ACLU praises Ashland Town Council’s data decision
Town council’s recent decision not to store license plate data for a proposed 24-hour window has received accolades from the Virginia chapter of the nation’s leading civil liberties champion.
In a June 4 letter to Mayor Faye Prichard and Vice mayor George Spagna, Claire Gastañaga, executive director of American Civil Liberties Union of Virginia, praised council’s decision noting that it “reaffirms the basic American principle that important policy decisions affecting the rights and liberty of the people should be made in a transparent and open process that includes their voices.”
During a public town council meeting May 20, the Ashland Police Department presented two policy options regarding use of license plate readers (LPRs) the department was able to procure using grant funds from the state. One policy would have stored data for a 24-hour window, a model currently in use by the Virginia State Police; another option would purge it immediately if the license plate was not flagged on a law enforcement “hotlist” containing information on vehicles tied to fugitives, individuals on watch lists or cases of stolen vehicles or missing persons investigations.
Ashland Police planned to deploy two complete units equipped with two LPRs per vehicle, four cameras total.
When proposing the two storage options, Police Chief Doug Goodman Jr. said the original idea was to purge unflagged data instantaneously, but while researching LPRs, he learned that temporary data retention had its benefits and wanted to present that option to council.
“When I say temporary, I’m not talking about 60 days or 30 days. I’m taking about a 24-hour time period,” he said during the meeting.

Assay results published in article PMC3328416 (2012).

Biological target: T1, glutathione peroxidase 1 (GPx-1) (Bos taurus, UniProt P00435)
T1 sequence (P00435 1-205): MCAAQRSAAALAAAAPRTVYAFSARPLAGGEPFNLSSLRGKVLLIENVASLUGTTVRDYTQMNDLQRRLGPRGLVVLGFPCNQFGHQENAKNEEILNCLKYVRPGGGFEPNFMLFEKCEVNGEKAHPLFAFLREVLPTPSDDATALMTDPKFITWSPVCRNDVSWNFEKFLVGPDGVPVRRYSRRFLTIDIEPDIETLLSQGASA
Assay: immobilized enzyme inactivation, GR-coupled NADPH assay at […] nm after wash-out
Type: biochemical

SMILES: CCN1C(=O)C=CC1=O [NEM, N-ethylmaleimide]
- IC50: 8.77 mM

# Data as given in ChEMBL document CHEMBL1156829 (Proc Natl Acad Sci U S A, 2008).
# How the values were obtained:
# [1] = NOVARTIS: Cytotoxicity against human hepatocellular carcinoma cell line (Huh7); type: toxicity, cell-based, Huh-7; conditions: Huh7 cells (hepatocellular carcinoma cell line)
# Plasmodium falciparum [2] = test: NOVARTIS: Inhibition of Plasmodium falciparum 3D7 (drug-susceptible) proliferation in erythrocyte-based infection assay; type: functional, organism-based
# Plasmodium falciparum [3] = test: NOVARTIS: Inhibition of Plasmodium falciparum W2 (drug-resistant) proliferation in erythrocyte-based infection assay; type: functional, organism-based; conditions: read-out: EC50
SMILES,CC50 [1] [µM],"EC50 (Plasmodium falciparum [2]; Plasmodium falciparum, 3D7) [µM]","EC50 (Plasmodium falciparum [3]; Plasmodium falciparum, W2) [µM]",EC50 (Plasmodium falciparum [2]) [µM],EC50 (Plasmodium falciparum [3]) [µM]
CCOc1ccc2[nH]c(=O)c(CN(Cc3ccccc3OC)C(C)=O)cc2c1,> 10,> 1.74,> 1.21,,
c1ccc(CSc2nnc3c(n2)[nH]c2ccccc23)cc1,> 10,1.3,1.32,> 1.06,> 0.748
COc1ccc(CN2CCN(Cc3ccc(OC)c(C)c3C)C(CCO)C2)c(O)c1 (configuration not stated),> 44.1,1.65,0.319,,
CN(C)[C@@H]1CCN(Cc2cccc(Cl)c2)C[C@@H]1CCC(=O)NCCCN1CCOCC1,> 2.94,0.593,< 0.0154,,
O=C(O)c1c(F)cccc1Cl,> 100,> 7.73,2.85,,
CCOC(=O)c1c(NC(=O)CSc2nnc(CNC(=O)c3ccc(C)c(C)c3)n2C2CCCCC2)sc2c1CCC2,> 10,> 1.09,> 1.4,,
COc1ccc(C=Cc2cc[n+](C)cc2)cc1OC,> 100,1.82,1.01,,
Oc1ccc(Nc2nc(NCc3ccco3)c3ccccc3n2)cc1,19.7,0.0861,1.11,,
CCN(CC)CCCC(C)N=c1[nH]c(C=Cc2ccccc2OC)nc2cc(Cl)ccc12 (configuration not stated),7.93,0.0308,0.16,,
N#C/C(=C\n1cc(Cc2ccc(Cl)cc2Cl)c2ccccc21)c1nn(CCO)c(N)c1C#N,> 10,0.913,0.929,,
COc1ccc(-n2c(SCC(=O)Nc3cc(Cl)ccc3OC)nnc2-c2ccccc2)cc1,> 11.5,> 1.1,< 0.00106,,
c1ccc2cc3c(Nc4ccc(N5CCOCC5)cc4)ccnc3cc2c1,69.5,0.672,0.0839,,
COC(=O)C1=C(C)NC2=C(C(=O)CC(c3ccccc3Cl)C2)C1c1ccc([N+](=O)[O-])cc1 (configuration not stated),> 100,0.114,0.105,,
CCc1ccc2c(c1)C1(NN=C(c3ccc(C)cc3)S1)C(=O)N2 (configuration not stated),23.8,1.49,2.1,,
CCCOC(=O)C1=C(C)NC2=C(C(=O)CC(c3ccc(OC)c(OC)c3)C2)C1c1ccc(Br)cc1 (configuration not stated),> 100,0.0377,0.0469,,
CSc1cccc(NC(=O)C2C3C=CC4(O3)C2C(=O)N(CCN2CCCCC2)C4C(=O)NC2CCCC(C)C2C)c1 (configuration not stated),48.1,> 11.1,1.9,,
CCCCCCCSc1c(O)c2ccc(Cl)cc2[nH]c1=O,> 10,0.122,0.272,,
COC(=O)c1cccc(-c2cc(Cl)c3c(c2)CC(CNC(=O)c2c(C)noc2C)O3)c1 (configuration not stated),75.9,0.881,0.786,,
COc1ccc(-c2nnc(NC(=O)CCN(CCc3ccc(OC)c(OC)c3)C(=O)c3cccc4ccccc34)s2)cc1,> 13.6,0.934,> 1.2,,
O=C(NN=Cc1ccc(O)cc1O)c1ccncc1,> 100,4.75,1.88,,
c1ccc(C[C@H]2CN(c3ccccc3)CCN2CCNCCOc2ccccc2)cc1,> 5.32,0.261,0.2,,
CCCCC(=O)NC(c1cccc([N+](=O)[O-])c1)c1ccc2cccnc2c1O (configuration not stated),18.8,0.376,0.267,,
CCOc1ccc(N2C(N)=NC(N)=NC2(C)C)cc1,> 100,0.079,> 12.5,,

For example, temporary retention could have been valuable in scenarios where there was an overnight incident and police needed to locate a suspect. It also could have helped authorities in robbery cases, where police would be able to pull records linking a suspect to a vehicle description.
Following town council’s decision, Goodman said he was fine with proceeding with the policy that purges data noting, though, that it might be good to revisit a retention policy in the future if the department could make a compelling case that doing so would make Ashland a safer place.
Tuesday, Goodman said that in presenting the two options to town council, he wanted to ensure transparency and to make sure he was getting the governing body’s input on how to best move forward. Goodman also said he was not trying to advocate for either option May 20, only to present the pros and cons of each policy.
In her letter to town officials, Gastañaga pointed out that LPRs can help serve important law enforcement purposes and the technology poses a minimal threat to privacy as long as records unrelated to an ongoing investigation or identified in a warrant are purged. She added that when the devices are misused, they can be used “to build a vast database of vehicle locations that may be queried to build profiles of where an individual goes, at what times, how often, and who else is in the vicinity.” This type of prying, Gastañaga said, continues in some Northern Virginia jurisdictions despite an opinion from former Attorney General Ken Cuccinelli that extensive data storage of that kind violates state law.
Gastañaga also weighed in on the APD’s acquisition of body-mounted cameras for use in the field – a new technology for the department funded by the same state grant – and recommended the department put several policies in place governing their use. These included informing citizens they are being recorded and allowing them to request a camera be turned off in cases where police enter a residence outside of an emergency situation or raid. But Gastañaga also said officers should not have discretion to turn cameras on and off at will. Guidelines should also be clear about what happens to the recorded files, including issues like storage and access, she said.
Gastañaga also urged officials to routinely review videos to determine whether police are acting inappropriately or exhibiting bias in the line of duty and to address issues when they are identified.
“Automatic license plate readers and police body-mounted cameras, indeed many surveillance devices, can be used to keep us safe,” she said. “But, as we’ve seen at the federal level with NSA surveillance of innocent Americans, and at the local level…technology can also be abused. We commend [town council’s] decision to make these important public policy decisions in an open and transparent process that includes the voices of the people.”